ii) Repressed inflation : When the government interrupts a price rise, there is repressed or suppressed inflation. Thus, suppressed inflation refers to those conditions in which price increase are prevented at the present time though adoption of certain measures like price control  and rationing by the government, but they rise in future on the removal of such controls and rationing. The essential characteristic of repressed inflation, in contract to open inflation, is that is seeks to prevent distribution system based on controls.

6 Profit inflation: The concept of profit inflation was originated by Keynes in his Treatise on Money. According to Keynes the price level of consumption goods is a function of the investment exceeding savings. The considered the investment boom as a reflection of profit boom. Inflation is unjust in its distribution effect. It redistributes income in favor our of profiteers and against the wagering class.

7. Demand Pull inflation : In a market there is inter-action between the flow of money and flow of goods and services. When more money chases relatively less quantity of goods and services the excess of demand relative to supply pushes up the prices of goods and service. Such inflation, as a result of increased money expenditure; is called demand-pull inflation.

8. Cost-Push Inflation : Often the demand-pull inflation precedes the cost push inflation. When the former sets in there in an increasing demand for factors of production, the prices of these also rise, leading to raise in general prices. It is called cost-push inflation which, however, may also be due to rise in the price of imported material or even be profit inflation when entrepreneurs exploit the scarcity conditions to secure higher monopolistic gains by raising price.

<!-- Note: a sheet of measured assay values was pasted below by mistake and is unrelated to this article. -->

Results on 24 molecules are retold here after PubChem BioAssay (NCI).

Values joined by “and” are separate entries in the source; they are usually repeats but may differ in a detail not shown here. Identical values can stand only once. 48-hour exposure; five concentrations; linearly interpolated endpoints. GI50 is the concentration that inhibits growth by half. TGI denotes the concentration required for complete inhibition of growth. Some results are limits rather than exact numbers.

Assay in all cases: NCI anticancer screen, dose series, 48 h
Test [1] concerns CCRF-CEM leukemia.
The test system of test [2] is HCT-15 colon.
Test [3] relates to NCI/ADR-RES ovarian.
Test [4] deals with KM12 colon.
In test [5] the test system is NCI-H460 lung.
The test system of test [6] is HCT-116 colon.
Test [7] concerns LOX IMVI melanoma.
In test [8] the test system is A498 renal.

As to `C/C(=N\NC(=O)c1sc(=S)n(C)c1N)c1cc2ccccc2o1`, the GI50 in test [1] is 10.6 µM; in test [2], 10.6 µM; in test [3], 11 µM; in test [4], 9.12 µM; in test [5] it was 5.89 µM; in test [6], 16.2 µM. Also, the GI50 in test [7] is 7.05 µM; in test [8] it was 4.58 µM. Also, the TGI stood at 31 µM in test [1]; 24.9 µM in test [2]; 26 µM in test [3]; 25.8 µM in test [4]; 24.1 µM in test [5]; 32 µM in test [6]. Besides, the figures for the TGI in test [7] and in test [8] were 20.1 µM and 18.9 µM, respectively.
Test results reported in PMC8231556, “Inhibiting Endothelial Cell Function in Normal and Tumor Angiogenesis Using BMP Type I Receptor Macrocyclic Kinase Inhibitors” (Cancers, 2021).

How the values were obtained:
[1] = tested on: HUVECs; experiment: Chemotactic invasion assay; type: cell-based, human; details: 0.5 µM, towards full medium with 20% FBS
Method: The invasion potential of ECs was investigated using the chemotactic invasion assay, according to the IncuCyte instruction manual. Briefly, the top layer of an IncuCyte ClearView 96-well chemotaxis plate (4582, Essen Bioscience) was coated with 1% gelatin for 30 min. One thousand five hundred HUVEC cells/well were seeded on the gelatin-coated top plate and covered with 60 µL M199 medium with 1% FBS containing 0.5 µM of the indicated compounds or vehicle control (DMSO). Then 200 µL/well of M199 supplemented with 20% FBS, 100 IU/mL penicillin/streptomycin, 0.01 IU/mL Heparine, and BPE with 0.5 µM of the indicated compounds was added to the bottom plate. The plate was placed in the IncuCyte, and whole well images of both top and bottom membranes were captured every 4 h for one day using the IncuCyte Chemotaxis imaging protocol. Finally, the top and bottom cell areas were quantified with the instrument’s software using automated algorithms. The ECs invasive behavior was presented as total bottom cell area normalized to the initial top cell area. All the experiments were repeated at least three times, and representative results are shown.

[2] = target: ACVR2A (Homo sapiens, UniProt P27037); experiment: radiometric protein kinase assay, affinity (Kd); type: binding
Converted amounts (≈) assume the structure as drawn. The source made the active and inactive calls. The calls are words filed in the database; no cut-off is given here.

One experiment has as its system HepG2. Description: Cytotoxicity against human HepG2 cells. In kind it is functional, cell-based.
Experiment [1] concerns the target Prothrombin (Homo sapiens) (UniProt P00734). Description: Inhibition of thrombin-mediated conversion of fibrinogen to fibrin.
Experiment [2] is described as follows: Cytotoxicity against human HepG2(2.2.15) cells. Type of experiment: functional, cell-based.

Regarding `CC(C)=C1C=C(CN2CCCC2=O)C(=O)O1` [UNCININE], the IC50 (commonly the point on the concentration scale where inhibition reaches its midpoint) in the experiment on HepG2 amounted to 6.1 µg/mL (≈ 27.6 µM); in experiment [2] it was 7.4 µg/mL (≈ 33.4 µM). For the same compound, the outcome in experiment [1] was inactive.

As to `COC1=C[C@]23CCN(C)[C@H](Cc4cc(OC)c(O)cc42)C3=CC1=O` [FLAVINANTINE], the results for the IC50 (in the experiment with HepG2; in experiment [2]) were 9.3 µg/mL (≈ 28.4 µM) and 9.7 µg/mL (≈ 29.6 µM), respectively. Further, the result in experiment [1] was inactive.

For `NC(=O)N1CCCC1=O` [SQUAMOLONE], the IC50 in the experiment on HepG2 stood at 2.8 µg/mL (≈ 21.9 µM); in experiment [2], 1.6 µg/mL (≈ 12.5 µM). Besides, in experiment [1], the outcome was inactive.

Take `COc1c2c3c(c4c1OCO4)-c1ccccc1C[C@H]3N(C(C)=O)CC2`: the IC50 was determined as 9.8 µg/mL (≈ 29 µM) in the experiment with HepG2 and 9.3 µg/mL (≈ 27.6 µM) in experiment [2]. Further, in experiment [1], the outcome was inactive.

9. Stagflation: The combined phenomenon of demand-pull and cost push inflation is found in many countries, both the developed and the developing. One of these situations is in the form of stagflation under which economic stagnation, in the form of a low rate of growth , combines with the rise in general price level. There are many factors contributing to this situation. The advanced countries may show slow growth on account of the maturing of the economy. But the labor unions are powerful and are successful in bargaining for higher wages which are not in keeping with productivity leading to a situation of stagflation.

In the developing countries, this happens when aggregate demand increased at a fast rate due to high public expenditure and expansion of credit money which is more justified by the increase in real resources. Organized labor exerts its influence in raising up wages thus combining cost-push effect with the demand – pull- inflation.

10. Semi-inflation: According to Keynes, so long as there are unemployed resources, the general price level will not rise as output increased. But a large increase in aggregate expenditure will face shortages of supplies of some factors which may not be substitutable. This may lead to increase in costs, and prices start rising. This is known as semi-inflation or bottleneck inflation because of the bottlenecks in supplies of some factors.

11. True inflation : According to Keynes, when the economy reaches the level of full employment, any increase in aggregate expenditure will raise the price level in the same proportion. This is because it is not possible to increase the supply of factors of production and hence of output after the level of full employment. This is called true inflation.

12. Mark-up-inflation: The concept of mark-up inflation is closely related to the price-push problem. Modern labor organization possess substantial monopoly power. They , therefore, set prices and wages on the basis of mark-up over costs and relative incomes. Firms possessing monopoly power have control over the prices charged by them. So they have administered prices which increase their profit margin. This sets off an inflationary rise in prices. Similarly, when strong trade unions are successful in raising the wages of workers, this contributes to inflation.